fMRI of Cochlear Implant Candidates

Children with severe sensorineural hearing loss now have new possibilities for improvement in their ability to hear and communicate with new technology called Cochlear Implantation. However, not all children experience the same benefit from Cochlear Implantation, with the outcome often being unpredictable, especially in children born deaf, or in whom hearing loss occurred at a very young age. We are investigating the use of functional MRI in children with profound sensorineural hearing loss to determine if residual auditory cortical activity may be observable. Our hope is to use fMRI to guide decision making about cochlear implantation in children.

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As with cortical blindness, if the auditory cortex is not stimulated during the first 0-2 years of life, the window of opportunity is closed. Subsequently the ability to process auditory information is lost. Current methods of evaluating candidates for cochlear implantation involve audiology, auditory brainstem evoked potential response (ABR), and otoscopic examination of the middle and inner ear. The ability to reliably select candidates who will benefit from the surgical procedure is poor.

Accordingly, we are now using fMRI to solve the puzzle and to show that positive outcome of cochlear implantation in young children with pre-lingual profound sensorineural hearing loss relates to the amount of residual representation for hearing in primary auditory cortex of these children. FMRI may provide a tool for predicting outcome from cochlear implantation and establish a new clinical criterion for selection of implant candidates.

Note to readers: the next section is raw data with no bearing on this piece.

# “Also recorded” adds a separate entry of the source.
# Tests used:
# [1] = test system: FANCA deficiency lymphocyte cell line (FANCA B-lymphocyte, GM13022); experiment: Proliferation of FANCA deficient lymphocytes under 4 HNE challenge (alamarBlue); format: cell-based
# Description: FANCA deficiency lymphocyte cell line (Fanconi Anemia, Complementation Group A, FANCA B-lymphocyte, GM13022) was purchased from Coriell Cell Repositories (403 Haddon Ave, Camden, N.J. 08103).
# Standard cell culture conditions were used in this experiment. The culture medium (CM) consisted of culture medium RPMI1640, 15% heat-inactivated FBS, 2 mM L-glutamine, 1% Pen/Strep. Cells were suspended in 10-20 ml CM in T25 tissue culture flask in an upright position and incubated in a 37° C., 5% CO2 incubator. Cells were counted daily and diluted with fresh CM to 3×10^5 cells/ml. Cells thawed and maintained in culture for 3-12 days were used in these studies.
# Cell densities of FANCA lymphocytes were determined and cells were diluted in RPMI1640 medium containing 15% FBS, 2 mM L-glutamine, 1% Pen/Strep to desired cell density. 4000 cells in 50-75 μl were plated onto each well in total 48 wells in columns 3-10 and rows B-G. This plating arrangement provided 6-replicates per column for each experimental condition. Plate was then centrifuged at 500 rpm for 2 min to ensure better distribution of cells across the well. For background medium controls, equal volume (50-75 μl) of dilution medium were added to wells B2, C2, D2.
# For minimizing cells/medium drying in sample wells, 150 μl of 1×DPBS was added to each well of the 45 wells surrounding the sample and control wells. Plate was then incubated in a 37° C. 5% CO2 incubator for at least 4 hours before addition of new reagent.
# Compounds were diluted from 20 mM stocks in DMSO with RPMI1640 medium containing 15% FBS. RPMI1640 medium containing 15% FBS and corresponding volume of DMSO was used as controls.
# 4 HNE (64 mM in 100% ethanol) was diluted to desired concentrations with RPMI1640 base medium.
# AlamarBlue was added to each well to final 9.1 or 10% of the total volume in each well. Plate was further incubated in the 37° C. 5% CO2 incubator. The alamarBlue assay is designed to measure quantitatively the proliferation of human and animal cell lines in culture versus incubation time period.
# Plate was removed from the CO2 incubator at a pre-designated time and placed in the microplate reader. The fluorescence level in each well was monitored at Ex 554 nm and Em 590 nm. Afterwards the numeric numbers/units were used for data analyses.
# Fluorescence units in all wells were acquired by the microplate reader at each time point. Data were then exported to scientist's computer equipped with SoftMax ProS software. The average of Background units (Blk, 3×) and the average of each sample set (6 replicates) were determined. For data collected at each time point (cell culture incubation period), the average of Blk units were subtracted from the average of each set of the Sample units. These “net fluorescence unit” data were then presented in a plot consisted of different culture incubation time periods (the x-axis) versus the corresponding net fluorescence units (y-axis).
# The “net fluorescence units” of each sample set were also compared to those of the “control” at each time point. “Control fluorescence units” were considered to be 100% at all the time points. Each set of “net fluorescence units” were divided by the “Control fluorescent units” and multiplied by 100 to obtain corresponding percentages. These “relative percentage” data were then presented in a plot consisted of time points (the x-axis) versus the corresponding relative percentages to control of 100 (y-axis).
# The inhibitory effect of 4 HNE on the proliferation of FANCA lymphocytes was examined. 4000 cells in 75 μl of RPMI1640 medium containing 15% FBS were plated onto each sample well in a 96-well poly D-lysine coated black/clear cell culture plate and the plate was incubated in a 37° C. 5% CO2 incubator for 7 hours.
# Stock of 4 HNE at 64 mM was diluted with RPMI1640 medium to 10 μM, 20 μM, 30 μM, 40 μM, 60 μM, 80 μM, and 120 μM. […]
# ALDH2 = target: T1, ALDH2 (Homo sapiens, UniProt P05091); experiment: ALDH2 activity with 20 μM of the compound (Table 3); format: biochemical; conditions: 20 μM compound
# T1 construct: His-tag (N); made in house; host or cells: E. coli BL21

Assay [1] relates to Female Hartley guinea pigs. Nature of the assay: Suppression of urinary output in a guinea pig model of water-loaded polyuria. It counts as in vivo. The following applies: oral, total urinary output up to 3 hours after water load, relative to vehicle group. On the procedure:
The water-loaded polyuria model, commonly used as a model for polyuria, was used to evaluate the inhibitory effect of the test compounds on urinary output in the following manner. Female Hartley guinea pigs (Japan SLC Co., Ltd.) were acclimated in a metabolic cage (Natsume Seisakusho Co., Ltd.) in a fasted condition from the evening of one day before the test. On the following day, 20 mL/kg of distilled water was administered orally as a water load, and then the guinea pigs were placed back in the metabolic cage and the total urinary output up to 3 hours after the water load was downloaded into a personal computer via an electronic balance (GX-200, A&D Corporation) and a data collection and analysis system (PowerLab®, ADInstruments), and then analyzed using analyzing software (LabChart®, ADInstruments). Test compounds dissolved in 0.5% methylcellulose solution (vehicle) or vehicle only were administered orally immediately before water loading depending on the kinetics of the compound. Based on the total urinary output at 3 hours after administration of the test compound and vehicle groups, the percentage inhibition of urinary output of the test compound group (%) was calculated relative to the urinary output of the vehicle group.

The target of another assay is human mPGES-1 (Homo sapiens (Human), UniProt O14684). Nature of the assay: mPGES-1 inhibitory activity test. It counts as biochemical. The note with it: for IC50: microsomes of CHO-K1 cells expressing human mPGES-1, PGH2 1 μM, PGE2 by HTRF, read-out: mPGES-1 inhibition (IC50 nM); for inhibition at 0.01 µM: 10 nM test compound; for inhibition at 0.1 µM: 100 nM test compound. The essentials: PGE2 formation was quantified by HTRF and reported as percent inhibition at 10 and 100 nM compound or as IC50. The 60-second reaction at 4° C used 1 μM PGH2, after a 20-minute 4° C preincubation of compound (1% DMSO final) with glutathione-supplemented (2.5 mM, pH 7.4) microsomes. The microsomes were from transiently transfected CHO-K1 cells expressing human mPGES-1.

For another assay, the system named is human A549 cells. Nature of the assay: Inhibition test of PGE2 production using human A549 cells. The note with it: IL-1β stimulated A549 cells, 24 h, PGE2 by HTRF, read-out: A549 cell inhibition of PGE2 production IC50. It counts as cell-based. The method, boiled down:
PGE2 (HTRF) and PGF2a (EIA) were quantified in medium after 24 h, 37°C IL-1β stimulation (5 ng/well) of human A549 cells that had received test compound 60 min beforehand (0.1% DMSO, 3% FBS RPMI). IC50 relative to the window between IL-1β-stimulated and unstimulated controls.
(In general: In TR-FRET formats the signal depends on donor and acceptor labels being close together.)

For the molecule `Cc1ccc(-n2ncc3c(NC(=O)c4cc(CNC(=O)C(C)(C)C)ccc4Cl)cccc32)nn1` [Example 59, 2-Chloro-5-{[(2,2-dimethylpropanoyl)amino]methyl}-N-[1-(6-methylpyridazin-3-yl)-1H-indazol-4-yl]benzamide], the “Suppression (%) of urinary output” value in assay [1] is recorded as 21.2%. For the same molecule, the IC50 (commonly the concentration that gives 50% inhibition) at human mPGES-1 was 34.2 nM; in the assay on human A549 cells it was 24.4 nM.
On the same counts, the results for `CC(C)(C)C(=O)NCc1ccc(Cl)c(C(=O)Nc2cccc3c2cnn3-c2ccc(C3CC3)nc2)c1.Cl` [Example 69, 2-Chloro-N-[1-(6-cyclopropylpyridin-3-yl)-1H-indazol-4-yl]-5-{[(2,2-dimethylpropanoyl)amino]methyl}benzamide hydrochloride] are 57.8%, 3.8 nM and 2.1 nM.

The activation pattern obtained from a 12 year old cochlear implant candidate listening to random tones is shown in Figure 1. The subject had total hearing loss in the left ear. There was some hearing in the right ear with severe tinnitus. However bilateral activation is present in the auditory cortex. This would suggest that the subject still retains some sensorineural hearing ability in the left ear.

One obstacle in performing fMRI on cochlear implant candidates is that it will be necessary to sedate many of the subjects due to their young age. The sedation must be performed in such a manner as to preserve functional activation in the auditory cortex. Figure 2 shows the activation pattern obtained from a 5 year old boy sedated with Nembutal while listening to random tones. There is very robust activation in the auditory cortex and thus Nembutal appears to be a promising method of sedation.

We are investigating the cortical blood flow response and BOLD effect in children under sedation with various agents. If we can develop reliable methods for performing fMRI of sensory stimulation tasks in sedated children, it will be possible to investigate brain disorders at a much early period of development.